Gender gap looms a year after report By Hudson Lockett Daily Texan Staff As University funding remains anemic, the wage and hiring gap for female faculty has seen only limited progress one year after the release of a UT task force report brought the issue into the limelight. Officials from the provost’s office announced at a meeting of reform leaders Wednesday that a followup report will be posted by the end of November with information on salary equity and a female faculty head count for each school and college. About 40 administrators and faculty members — only two of them men — were in attendance. In the next year, UT can expect more female faculty hires, changes in how salary evaluations are conducted and more emphasis on creating a family-friendly environment at the University, said Vice Provost Gretchen Ritter. She said most colleges and schools have already submitted five- to 10-year plans to address gender disparities, and Vice Pro-

vost Judith Langlois noted in the meeting that some departments were cooperating with the office. Langlois, also a psychology professor, said that the reports will be expected annually but that she didn’t expect to see any changes in salary for this year. “I can’t say at this point that I have every dean on board, but I have a lot of them,” Langlois said. She declined to name which deans were reluctant to comply with provost office instructions. The delay of changes like equity pay raises for women, one of the main recommendations in last year’s report, was delayed this year by the economy, she said. But the University has created a program to help faculty spouses find jobs in Austin, and 49 new female faculty members, out of a projected 117, joined UT this fall. The results of the Gender Equity Task Force Report were made public last October. According to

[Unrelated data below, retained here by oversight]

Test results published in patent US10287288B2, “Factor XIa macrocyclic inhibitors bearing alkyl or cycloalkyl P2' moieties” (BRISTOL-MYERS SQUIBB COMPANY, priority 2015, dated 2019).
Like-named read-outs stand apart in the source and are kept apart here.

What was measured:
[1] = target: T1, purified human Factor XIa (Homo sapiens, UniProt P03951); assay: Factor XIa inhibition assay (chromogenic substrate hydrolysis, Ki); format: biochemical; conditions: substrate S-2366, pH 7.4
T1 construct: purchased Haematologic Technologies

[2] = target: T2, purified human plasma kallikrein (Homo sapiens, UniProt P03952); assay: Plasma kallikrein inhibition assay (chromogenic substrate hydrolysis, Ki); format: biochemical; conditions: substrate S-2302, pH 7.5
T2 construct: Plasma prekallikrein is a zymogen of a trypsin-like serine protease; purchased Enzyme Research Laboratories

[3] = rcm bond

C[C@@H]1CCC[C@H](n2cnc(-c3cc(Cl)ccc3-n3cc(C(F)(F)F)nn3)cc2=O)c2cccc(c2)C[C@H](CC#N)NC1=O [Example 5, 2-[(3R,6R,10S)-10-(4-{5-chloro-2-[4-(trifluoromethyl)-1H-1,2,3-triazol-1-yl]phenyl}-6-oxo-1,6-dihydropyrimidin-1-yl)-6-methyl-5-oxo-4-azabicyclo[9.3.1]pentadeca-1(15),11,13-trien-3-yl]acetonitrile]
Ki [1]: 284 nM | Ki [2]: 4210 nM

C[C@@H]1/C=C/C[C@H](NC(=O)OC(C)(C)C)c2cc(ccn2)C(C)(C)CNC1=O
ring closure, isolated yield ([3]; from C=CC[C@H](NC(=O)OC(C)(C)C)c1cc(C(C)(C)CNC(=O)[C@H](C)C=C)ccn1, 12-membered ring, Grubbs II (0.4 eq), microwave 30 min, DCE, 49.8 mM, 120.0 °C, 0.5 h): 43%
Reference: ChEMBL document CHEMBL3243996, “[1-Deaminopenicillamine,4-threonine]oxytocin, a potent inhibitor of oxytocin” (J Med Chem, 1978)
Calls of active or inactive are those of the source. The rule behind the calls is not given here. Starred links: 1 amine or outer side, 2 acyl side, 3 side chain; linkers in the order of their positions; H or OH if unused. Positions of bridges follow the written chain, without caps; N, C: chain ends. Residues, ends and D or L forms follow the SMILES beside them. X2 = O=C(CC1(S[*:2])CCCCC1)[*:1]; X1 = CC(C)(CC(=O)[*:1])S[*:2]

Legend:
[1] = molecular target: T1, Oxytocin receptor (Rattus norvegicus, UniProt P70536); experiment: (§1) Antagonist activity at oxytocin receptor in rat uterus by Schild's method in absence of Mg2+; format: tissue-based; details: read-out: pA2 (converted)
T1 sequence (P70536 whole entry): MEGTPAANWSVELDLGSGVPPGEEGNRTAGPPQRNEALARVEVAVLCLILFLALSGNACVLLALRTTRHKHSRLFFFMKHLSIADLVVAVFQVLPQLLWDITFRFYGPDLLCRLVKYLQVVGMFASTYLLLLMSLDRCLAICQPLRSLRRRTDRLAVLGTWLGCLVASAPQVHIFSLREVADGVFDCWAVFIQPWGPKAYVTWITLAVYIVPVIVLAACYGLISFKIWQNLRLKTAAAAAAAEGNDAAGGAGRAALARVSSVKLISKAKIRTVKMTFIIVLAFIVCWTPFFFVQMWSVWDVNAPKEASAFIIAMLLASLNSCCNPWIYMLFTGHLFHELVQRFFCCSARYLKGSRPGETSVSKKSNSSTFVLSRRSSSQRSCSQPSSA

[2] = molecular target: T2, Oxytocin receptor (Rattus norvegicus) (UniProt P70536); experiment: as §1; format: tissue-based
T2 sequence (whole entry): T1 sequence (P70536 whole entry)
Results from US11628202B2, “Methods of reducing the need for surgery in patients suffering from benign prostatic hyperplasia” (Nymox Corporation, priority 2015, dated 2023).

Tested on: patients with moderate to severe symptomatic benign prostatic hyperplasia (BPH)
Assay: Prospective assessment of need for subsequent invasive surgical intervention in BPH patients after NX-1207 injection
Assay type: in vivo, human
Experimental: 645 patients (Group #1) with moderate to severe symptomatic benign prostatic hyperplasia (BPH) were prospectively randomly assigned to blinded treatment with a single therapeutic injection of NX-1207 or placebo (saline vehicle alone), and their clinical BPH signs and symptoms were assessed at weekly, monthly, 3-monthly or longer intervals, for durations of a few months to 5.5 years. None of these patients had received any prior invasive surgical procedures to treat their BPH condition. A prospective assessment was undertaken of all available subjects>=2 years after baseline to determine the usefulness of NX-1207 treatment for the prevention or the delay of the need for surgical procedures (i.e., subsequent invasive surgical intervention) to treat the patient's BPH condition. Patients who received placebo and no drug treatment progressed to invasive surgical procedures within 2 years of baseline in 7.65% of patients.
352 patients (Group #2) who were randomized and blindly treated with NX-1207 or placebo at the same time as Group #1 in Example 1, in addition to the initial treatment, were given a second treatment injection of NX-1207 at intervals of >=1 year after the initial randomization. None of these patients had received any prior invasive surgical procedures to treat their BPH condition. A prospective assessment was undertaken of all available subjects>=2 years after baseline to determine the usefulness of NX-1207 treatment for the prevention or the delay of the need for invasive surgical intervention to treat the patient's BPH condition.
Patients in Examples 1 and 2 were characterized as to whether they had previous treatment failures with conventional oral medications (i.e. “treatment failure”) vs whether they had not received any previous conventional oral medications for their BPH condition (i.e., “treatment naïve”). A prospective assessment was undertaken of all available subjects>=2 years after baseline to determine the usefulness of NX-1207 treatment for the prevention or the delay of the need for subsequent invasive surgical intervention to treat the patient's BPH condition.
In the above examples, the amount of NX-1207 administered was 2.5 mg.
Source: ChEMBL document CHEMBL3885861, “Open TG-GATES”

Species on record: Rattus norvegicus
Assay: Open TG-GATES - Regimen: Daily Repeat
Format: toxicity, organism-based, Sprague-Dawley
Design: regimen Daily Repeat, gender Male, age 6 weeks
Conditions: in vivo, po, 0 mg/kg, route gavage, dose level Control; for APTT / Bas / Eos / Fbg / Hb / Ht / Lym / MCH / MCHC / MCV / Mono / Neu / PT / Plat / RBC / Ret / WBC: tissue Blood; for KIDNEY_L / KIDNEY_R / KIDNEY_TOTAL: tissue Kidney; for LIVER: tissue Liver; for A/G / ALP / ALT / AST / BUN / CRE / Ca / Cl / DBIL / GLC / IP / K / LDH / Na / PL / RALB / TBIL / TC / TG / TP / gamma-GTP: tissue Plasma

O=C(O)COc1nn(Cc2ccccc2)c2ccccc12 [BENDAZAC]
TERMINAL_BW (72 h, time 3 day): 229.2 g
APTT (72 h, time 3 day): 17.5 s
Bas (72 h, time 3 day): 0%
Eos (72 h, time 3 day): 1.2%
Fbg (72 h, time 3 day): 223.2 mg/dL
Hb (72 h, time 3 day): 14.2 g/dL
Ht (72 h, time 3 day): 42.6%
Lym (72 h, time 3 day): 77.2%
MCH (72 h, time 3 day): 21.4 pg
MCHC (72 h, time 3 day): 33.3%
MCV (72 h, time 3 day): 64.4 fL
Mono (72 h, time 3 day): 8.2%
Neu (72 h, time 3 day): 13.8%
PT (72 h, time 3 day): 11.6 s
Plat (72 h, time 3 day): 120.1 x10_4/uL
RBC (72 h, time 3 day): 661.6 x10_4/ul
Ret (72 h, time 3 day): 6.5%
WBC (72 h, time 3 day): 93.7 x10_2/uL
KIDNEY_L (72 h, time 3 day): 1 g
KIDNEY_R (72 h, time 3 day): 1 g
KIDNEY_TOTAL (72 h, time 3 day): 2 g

FACULTY continues on page 2

Derek Stout | Daily Texan Staff

Judith Langlois and Gretchen Ritter field questions on Wednesday afternoon regarding gender equity in relation to staff salary.

UT warns about dangers of hazing Board meets to discuss consequences, penalties of student humiliation

By Priscilla Totiyapungprasert Dailly Texan Staff When UT freshman Phanta “Jack” Phoummarath passed out from alcohol overconsumption at the Lambda Phi Epsilon house on Dec. 9, 2005, his fraternity brothers left him unconscious on the couch before taking turns marking his face. They found him dead from alcohol poisoning the next morning. Phoummarath was a victim of hazing, a problem that has persisted at the University even after his death. The UT Student Organization Safety Board hosted an interactive hazing discussion panel Wednesday as part of the University’s Safety Month. Speakers at the panel included Melinda Sutton, a UT hazing investigator and assistant to the Dean of Students, Daniel Horowitz, an attorney who worked on the Phoummarath case and Jennifer Jehli, the president of Texas Lonestars, a female spirit organization. The University disciplined 23 organizations for on-and offcampus hazing in the past three years, all of which are listed in an online memo from the Office of the Dean of Students. The majority of the groups penalized were Greek and spirit organizations. About eight to 10 disciplinary actions occurred last year alone, Sutton said. The most common hazing activities organizations were penalized for last year included forced calisthenics, unwanted food and

Peyton McGee | Daily Texan Staff

Attorney Daniel Horowitz speaks to students about hazing as Prianka Singapura, Mindy Sutton and Jennifer Jehli listen at the UTC on Sunday. alcohol consumption, public hu- cieve less than one complaint a miliation and servitude, such as week, she said. forcing a memAlthough hazber to clean aning deaths occur other member ’s more frequently room and drive with men, wompeople around. en have also been Some people think Sutton said the known to haze, o ff i c e t y p i c a l Horowitz said. they can get away ly begins receivThe UT hazwith [hazing].” ing more hazing ing policy defines complaints in Oc— Daniel Horowitz hazing as any intober, as many as tentional act diattorney rected against a twice a week, as some Greek orstudent that enganizations begin dangers the meninitiating their tal or physical pledge classes. In other months, safety of the student for the purit is typical for the office to re- pose of initiating or maintaining


affiliation in an organization. The policy lists sleep deprivation, physical brutality and activities that cause extreme mental stress as examples of hazing. Students can report hazing incidents to the Office of the Dean of Students, where Sutton begins investigating the organization or following up on the student in question. “Some people think they can get away with [hazing] because they think there’s no evidence,” Horowitz said. “Ninety-nine percent of the time there’s a picture floating around somewhere.”